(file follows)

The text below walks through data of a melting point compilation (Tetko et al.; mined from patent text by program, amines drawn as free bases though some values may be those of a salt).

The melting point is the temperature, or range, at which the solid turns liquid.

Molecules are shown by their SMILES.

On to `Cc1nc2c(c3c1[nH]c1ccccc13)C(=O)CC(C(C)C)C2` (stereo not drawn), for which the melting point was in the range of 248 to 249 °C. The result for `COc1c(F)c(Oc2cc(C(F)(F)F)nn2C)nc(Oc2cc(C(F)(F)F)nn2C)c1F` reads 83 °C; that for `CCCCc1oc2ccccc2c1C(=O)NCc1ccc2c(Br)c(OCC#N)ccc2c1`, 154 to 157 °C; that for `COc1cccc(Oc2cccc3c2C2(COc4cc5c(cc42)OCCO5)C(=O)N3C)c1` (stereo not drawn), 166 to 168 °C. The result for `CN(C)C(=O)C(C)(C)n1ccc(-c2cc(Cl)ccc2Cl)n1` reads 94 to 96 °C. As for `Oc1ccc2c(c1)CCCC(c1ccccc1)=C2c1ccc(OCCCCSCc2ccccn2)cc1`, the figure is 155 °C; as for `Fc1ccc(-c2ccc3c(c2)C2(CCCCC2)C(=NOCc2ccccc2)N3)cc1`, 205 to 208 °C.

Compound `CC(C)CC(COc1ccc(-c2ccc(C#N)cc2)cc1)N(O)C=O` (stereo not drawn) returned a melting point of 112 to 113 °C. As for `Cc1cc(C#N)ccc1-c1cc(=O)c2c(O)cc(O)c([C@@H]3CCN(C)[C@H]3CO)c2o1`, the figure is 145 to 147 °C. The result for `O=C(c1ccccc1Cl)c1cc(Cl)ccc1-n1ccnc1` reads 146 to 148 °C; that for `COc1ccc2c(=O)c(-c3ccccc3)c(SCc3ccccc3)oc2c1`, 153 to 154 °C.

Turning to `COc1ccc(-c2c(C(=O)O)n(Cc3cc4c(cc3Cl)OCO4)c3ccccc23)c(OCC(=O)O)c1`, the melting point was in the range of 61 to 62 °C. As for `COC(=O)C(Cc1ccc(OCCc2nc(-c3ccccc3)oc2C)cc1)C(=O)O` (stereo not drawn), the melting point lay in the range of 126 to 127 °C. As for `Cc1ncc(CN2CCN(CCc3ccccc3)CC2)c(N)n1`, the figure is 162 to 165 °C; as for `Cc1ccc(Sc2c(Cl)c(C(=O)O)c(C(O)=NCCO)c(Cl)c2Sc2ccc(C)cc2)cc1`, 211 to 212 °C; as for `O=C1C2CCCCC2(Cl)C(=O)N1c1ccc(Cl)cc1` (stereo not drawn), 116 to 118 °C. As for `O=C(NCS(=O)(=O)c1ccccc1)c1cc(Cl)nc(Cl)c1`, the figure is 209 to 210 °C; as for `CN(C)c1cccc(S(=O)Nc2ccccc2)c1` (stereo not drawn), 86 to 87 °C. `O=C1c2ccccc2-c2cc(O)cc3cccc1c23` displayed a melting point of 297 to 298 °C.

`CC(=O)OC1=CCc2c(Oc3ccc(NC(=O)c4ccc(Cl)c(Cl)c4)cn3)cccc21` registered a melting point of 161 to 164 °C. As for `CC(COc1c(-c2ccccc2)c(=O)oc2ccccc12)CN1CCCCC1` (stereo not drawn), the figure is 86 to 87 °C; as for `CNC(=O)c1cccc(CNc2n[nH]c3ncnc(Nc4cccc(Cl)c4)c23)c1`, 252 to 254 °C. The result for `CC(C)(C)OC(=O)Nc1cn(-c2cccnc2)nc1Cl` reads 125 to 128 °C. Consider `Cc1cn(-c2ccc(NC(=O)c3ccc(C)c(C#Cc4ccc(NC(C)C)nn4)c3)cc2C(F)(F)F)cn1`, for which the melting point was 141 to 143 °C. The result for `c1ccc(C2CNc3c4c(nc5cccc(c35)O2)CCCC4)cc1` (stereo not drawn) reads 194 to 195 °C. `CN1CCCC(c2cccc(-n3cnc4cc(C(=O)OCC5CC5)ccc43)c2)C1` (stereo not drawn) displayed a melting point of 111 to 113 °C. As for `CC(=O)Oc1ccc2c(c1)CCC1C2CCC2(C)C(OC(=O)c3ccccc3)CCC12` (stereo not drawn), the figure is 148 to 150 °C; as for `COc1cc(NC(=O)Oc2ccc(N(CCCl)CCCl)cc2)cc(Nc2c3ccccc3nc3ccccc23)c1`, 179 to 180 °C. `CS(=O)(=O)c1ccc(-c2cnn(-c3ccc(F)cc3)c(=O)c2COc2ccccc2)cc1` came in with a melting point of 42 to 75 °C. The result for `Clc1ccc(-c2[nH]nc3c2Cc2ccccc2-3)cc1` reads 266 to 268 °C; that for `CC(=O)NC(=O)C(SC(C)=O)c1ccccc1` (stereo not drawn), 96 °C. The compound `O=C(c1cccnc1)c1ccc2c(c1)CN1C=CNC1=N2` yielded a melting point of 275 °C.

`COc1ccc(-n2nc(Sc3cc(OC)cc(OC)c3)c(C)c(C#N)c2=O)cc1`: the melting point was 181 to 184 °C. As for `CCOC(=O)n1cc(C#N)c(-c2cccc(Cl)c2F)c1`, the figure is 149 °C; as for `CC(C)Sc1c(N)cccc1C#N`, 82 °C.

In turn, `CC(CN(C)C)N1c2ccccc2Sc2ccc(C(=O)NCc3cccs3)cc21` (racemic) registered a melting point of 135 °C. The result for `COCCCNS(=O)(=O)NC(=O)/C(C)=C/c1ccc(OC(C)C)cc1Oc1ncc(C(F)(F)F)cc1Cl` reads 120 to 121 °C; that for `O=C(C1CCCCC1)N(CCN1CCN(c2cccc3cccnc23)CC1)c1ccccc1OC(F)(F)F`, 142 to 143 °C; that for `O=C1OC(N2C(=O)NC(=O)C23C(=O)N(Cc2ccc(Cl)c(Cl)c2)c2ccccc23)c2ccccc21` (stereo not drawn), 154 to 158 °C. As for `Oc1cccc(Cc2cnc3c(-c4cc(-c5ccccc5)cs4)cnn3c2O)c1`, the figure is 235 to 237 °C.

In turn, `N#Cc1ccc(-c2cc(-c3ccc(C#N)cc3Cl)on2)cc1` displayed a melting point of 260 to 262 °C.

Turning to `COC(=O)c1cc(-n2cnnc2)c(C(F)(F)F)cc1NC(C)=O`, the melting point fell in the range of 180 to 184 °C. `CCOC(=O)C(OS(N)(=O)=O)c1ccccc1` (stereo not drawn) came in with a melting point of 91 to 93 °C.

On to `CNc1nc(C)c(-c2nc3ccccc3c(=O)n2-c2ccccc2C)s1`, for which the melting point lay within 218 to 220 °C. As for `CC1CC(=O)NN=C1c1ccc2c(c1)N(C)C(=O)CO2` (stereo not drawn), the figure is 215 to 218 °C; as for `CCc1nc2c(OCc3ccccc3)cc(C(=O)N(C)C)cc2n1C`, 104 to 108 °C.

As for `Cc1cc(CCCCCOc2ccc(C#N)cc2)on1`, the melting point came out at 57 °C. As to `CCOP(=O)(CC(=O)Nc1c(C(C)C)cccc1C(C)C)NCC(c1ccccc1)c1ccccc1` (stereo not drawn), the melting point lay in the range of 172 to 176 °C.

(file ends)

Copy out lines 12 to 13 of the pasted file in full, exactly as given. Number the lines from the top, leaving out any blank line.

On to `CNc1nc(C)c(-c2nc3ccccc3c(=O)n2-c2ccccc2C)s1`, for which the melting point lay within 218 to 220 °C. As for `CC1CC(=O)NN=C1c1ccc2c(c1)N(C)C(=O)CO2` (stereo not drawn), the figure is 215 to 218 °C; as for `CCc1nc2c(OCc3ccccc3)cc(C(=O)N(C)C)cc2n1C`, 104 to 108 °C.

As for `Cc1cc(CCCCCOc2ccc(C#N)cc2)on1`, the melting point came out at 57 °C. As to `CCOP(=O)(CC(=O)Nc1c(C(C)C)cccc1C(C)C)NCC(c1ccccc1)c1ccccc1` (stereo not drawn), the melting point lay in the range of 172 to 176 °C.